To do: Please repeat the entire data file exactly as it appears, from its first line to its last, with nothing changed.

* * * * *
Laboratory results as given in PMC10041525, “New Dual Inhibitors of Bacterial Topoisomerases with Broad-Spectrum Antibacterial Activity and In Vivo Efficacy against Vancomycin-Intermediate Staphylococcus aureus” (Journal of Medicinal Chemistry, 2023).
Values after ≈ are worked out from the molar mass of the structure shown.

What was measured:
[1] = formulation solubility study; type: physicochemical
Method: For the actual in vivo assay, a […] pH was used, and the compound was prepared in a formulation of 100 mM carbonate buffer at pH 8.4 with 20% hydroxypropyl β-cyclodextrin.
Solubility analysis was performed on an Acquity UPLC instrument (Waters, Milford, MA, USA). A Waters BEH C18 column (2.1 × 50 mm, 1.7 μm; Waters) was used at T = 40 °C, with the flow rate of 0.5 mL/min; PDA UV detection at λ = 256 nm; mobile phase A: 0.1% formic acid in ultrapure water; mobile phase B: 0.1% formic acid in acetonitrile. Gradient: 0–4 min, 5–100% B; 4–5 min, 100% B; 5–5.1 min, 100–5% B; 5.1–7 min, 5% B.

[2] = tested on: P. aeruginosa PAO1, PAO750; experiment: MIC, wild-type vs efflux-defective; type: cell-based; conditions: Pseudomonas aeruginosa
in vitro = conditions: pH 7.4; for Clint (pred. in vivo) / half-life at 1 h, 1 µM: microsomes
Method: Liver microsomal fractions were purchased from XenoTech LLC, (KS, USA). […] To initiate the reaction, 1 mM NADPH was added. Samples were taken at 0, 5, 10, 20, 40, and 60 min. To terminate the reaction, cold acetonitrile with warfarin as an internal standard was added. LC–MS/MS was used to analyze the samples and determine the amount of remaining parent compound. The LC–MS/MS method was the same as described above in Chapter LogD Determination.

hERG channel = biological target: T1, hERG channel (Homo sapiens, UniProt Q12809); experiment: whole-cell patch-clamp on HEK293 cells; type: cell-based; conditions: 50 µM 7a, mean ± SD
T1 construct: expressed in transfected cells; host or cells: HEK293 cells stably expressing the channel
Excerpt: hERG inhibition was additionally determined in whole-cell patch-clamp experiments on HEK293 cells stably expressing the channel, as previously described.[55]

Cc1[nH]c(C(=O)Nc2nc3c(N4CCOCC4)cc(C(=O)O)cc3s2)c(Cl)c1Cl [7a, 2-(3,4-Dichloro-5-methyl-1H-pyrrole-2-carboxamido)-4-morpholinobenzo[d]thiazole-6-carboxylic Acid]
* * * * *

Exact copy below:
Laboratory results as given in PMC10041525, “New Dual Inhibitors of Bacterial Topoisomerases with Broad-Spectrum Antibacterial Activity and In Vivo Efficacy against Vancomycin-Intermediate Staphylococcus aureus” (Journal of Medicinal Chemistry, 2023).
Values after ≈ are worked out from the molar mass of the structure shown.

What was measured:
[1] = formulation solubility study; type: physicochemical
Method: For the actual in vivo assay, a […] pH was used, and the compound was prepared in a formulation of 100 mM carbonate buffer at pH 8.4 with 20% hydroxypropyl β-cyclodextrin.
Solubility analysis was performed on an Acquity UPLC instrument (Waters, Milford, MA, USA). A Waters BEH C18 column (2.1 × 50 mm, 1.7 μm; Waters) was used at T = 40 °C, with the flow rate of 0.5 mL/min; PDA UV detection at λ = 256 nm; mobile phase A: 0.1% formic acid in ultrapure water; mobile phase B: 0.1% formic acid in acetonitrile. Gradient: 0–4 min, 5–100% B; 4–5 min, 100% B; 5–5.1 min, 100–5% B; 5.1–7 min, 5% B.

[2] = tested on: P. aeruginosa PAO1, PAO750; experiment: MIC, wild-type vs efflux-defective; type: cell-based; conditions: Pseudomonas aeruginosa
in vitro = conditions: pH 7.4; for Clint (pred. in vivo) / half-life at 1 h, 1 µM: microsomes
Method: Liver microsomal fractions were purchased from XenoTech LLC, (KS, USA). […] To initiate the reaction, 1 mM NADPH was added. Samples were taken at 0, 5, 10, 20, 40, and 60 min. To terminate the reaction, cold acetonitrile with warfarin as an internal standard was added. LC–MS/MS was used to analyze the samples and determine the amount of remaining parent compound. The LC–MS/MS method was the same as described above in Chapter LogD Determination.

hERG channel = biological target: T1, hERG channel (Homo sapiens, UniProt Q12809); experiment: whole-cell patch-clamp on HEK293 cells; type: cell-based; conditions: 50 µM 7a, mean ± SD
T1 construct: expressed in transfected cells; host or cells: HEK293 cells stably expressing the channel
Excerpt: hERG inhibition was additionally determined in whole-cell patch-clamp experiments on HEK293 cells stably expressing the channel, as previously described.[55]

Cc1[nH]c(C(=O)Nc2nc3c(N4CCOCC4)cc(C(=O)O)cc3s2)c(Cl)c1Cl [7a, 2-(3,4-Dichloro-5-methyl-1H-pyrrole-2-carboxamido)-4-morpholinobenzo[d]thiazole-6-carboxylic Acid]